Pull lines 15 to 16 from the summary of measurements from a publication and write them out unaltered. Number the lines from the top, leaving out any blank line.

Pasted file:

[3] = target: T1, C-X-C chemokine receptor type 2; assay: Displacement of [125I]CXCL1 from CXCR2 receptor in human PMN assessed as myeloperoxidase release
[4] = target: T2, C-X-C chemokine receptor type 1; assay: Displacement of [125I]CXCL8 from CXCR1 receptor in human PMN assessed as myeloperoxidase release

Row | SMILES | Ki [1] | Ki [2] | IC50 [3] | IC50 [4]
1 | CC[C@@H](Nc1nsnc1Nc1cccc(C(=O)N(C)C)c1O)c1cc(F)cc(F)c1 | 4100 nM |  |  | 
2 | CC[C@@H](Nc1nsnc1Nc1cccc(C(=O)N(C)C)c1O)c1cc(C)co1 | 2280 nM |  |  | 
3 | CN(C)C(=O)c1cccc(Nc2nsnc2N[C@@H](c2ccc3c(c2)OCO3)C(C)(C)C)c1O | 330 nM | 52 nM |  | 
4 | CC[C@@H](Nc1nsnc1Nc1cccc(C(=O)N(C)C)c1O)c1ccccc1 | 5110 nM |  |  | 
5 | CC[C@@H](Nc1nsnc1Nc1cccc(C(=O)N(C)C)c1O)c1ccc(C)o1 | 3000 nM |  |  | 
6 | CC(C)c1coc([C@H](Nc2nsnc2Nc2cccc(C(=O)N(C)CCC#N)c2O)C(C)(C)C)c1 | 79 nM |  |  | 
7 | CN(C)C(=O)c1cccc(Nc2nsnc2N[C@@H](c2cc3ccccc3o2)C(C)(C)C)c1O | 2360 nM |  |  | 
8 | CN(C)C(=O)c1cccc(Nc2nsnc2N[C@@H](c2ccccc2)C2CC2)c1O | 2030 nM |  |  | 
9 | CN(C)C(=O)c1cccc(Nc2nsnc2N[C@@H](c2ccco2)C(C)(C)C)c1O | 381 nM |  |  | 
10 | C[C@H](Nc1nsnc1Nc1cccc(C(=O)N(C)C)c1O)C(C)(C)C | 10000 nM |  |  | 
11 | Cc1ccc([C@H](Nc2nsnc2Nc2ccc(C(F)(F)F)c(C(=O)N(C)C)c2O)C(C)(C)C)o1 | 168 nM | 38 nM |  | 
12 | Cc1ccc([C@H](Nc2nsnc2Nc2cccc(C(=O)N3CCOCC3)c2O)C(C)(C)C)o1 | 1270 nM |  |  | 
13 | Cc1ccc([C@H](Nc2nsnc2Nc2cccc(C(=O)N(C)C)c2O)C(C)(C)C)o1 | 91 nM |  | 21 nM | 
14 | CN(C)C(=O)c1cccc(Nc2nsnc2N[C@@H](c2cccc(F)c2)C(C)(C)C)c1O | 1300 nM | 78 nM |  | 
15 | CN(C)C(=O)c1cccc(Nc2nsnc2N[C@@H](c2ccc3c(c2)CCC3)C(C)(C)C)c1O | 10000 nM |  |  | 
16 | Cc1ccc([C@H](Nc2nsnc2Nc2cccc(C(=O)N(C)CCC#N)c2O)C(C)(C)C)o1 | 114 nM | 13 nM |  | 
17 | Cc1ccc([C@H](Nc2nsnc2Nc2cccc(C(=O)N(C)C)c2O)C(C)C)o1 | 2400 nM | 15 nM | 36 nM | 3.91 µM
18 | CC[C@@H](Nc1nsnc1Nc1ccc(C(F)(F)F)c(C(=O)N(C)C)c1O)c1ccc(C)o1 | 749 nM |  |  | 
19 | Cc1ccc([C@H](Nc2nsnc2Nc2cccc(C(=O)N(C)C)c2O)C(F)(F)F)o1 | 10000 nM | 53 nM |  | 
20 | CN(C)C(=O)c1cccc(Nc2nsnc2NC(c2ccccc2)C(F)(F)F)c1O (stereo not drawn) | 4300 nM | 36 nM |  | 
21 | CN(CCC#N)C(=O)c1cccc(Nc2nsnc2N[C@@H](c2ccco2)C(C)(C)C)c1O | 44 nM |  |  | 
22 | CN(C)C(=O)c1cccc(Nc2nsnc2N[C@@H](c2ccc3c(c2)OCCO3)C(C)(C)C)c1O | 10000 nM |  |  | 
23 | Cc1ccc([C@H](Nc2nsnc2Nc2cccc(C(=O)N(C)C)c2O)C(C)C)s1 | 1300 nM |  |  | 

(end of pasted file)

12 | Cc1ccc([C@H](Nc2nsnc2Nc2cccc(C(=O)N3CCOCC3)c2O)C(C)(C)C)o1 | 1270 nM |  |  | 
13 | Cc1ccc([C@H](Nc2nsnc2Nc2cccc(C(=O)N(C)C)c2O)C(C)(C)C)o1 | 91 nM |  | 21 nM | 